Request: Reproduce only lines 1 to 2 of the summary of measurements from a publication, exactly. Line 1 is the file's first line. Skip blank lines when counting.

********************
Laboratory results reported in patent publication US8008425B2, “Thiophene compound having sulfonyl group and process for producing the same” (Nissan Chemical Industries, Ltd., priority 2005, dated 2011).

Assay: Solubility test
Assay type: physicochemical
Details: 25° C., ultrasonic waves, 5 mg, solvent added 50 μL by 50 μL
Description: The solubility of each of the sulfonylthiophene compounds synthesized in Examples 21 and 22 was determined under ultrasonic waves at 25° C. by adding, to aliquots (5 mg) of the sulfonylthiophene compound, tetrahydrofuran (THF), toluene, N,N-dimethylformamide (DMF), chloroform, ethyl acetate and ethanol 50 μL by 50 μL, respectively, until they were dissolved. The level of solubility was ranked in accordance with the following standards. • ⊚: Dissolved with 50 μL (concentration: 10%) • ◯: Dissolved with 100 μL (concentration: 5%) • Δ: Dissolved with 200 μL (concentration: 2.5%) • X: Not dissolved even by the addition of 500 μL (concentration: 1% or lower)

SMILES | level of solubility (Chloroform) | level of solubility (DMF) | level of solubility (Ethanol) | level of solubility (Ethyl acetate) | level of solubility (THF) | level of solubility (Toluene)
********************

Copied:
Laboratory results reported in patent publication US8008425B2, “Thiophene compound having sulfonyl group and process for producing the same” (Nissan Chemical Industries, Ltd., priority 2005, dated 2011).

Assay: Solubility test